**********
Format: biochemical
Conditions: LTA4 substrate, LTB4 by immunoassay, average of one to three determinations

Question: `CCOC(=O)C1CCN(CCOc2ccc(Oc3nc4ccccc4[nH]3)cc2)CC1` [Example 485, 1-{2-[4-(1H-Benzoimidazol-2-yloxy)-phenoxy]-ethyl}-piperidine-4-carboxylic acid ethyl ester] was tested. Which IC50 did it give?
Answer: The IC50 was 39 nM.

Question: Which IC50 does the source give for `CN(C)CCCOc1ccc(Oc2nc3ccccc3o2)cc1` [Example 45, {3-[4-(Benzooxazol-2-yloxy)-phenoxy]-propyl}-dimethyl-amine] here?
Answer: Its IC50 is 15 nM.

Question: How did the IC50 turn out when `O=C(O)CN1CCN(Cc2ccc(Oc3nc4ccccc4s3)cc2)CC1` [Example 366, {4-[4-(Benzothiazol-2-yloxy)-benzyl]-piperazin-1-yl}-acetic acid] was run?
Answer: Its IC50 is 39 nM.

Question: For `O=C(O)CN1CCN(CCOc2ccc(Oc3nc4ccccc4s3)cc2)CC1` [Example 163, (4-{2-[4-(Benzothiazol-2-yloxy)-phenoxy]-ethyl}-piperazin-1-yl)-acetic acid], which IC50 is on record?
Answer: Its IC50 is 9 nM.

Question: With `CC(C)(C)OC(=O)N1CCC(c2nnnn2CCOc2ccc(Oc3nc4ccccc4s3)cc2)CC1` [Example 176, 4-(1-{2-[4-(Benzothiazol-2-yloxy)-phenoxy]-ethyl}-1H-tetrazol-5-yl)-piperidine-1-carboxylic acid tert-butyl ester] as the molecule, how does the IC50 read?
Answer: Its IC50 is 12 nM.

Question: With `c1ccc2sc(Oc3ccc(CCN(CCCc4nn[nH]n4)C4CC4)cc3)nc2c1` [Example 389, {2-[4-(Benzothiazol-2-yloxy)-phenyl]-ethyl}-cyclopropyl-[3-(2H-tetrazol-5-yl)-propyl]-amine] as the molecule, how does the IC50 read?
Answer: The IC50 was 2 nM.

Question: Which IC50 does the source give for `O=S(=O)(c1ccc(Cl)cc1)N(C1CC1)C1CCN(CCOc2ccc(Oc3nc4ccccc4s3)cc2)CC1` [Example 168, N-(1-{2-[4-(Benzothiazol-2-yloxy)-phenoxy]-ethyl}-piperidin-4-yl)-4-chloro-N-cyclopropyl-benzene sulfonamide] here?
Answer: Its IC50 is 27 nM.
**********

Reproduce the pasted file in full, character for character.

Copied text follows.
Format: biochemical
Conditions: LTA4 substrate, LTB4 by immunoassay, average of one to three determinations

Question: `CCOC(=O)C1CCN(CCOc2ccc(Oc3nc4ccccc4[nH]3)cc2)CC1` [Example 485, 1-{2-[4-(1H-Benzoimidazol-2-yloxy)-phenoxy]-ethyl}-piperidine-4-carboxylic acid ethyl ester] was tested. Which IC50 did it give?
Answer: The IC50 was 39 nM.

Question: Which IC50 does the source give for `CN(C)CCCOc1ccc(Oc2nc3ccccc3o2)cc1` [Example 45, {3-[4-(Benzooxazol-2-yloxy)-phenoxy]-propyl}-dimethyl-amine] here?
Answer: Its IC50 is 15 nM.

Question: How did the IC50 turn out when `O=C(O)CN1CCN(Cc2ccc(Oc3nc4ccccc4s3)cc2)CC1` [Example 366, {4-[4-(Benzothiazol-2-yloxy)-benzyl]-piperazin-1-yl}-acetic acid] was run?
Answer: Its IC50 is 39 nM.

Question: For `O=C(O)CN1CCN(CCOc2ccc(Oc3nc4ccccc4s3)cc2)CC1` [Example 163, (4-{2-[4-(Benzothiazol-2-yloxy)-phenoxy]-ethyl}-piperazin-1-yl)-acetic acid], which IC50 is on record?
Answer: Its IC50 is 9 nM.

Question: With `CC(C)(C)OC(=O)N1CCC(c2nnnn2CCOc2ccc(Oc3nc4ccccc4s3)cc2)CC1` [Example 176, 4-(1-{2-[4-(Benzothiazol-2-yloxy)-phenoxy]-ethyl}-1H-tetrazol-5-yl)-piperidine-1-carboxylic acid tert-butyl ester] as the molecule, how does the IC50 read?
Answer: Its IC50 is 12 nM.

Question: With `c1ccc2sc(Oc3ccc(CCN(CCCc4nn[nH]n4)C4CC4)cc3)nc2c1` [Example 389, {2-[4-(Benzothiazol-2-yloxy)-phenyl]-ethyl}-cyclopropyl-[3-(2H-tetrazol-5-yl)-propyl]-amine] as the molecule, how does the IC50 read?
Answer: The IC50 was 2 nM.

Question: Which IC50 does the source give for `O=S(=O)(c1ccc(Cl)cc1)N(C1CC1)C1CCN(CCOc2ccc(Oc3nc4ccccc4s3)cc2)CC1` [Example 168, N-(1-{2-[4-(Benzothiazol-2-yloxy)-phenoxy]-ethyl}-piperidin-4-yl)-4-chloro-N-cyclopropyl-benzene sulfonamide] here?
Answer: Its IC50 is 27 nM.